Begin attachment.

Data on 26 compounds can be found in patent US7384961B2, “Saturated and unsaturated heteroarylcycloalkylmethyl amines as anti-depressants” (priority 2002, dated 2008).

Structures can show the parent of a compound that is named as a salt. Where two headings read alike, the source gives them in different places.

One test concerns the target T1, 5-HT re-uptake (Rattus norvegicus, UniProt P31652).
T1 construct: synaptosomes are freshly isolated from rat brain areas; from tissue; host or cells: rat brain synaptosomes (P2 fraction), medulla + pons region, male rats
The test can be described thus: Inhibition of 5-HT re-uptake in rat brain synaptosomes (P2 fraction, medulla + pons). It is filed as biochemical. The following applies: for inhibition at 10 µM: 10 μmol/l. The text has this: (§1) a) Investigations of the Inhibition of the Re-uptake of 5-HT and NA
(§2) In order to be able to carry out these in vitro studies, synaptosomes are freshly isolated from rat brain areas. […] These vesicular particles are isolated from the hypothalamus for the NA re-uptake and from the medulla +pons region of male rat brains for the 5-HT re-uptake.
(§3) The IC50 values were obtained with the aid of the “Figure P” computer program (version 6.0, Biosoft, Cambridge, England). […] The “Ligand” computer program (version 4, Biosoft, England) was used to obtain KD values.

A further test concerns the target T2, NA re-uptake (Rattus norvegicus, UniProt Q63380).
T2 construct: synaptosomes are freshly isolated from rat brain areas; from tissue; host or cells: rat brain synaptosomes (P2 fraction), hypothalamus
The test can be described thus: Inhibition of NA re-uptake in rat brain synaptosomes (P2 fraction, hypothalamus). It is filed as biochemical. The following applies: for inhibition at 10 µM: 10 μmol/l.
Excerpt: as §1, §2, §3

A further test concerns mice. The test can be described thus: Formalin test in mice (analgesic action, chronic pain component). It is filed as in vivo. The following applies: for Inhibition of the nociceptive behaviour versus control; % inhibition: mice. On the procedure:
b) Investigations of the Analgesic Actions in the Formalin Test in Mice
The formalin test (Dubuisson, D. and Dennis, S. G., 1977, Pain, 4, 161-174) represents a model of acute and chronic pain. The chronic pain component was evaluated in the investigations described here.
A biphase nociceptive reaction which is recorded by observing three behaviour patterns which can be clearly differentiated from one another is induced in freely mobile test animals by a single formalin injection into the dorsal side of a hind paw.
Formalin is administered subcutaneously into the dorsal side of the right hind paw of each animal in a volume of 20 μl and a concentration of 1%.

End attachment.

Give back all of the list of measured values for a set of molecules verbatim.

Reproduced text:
Data on 26 compounds can be found in patent US7384961B2, “Saturated and unsaturated heteroarylcycloalkylmethyl amines as anti-depressants” (priority 2002, dated 2008).

Structures can show the parent of a compound that is named as a salt. Where two headings read alike, the source gives them in different places.

One test concerns the target T1, 5-HT re-uptake (Rattus norvegicus, UniProt P31652).
T1 construct: synaptosomes are freshly isolated from rat brain areas; from tissue; host or cells: rat brain synaptosomes (P2 fraction), medulla + pons region, male rats
The test can be described thus: Inhibition of 5-HT re-uptake in rat brain synaptosomes (P2 fraction, medulla + pons). It is filed as biochemical. The following applies: for inhibition at 10 µM: 10 μmol/l. The text has this: (§1) a) Investigations of the Inhibition of the Re-uptake of 5-HT and NA
(§2) In order to be able to carry out these in vitro studies, synaptosomes are freshly isolated from rat brain areas. […] These vesicular particles are isolated from the hypothalamus for the NA re-uptake and from the medulla +pons region of male rat brains for the 5-HT re-uptake.
(§3) The IC50 values were obtained with the aid of the “Figure P” computer program (version 6.0, Biosoft, Cambridge, England). […] The “Ligand” computer program (version 4, Biosoft, England) was used to obtain KD values.

A further test concerns the target T2, NA re-uptake (Rattus norvegicus, UniProt Q63380).
T2 construct: synaptosomes are freshly isolated from rat brain areas; from tissue; host or cells: rat brain synaptosomes (P2 fraction), hypothalamus
The test can be described thus: Inhibition of NA re-uptake in rat brain synaptosomes (P2 fraction, hypothalamus). It is filed as biochemical. The following applies: for inhibition at 10 µM: 10 μmol/l.
Excerpt: as §1, §2, §3

A further test concerns mice. The test can be described thus: Formalin test in mice (analgesic action, chronic pain component). It is filed as in vivo. The following applies: for Inhibition of the nociceptive behaviour versus control; % inhibition: mice. On the procedure:
b) Investigations of the Analgesic Actions in the Formalin Test in Mice
The formalin test (Dubuisson, D. and Dennis, S. G., 1977, Pain, 4, 161-174) represents a model of acute and chronic pain. The chronic pain component was evaluated in the investigations described here.
A biphase nociceptive reaction which is recorded by observing three behaviour patterns which can be clearly differentiated from one another is induced in freely mobile test animals by a single formalin injection into the dorsal side of a hind paw.
Formalin is administered subcutaneously into the dorsal side of the right hind paw of each animal in a volume of 20 μl and a concentration of 1%.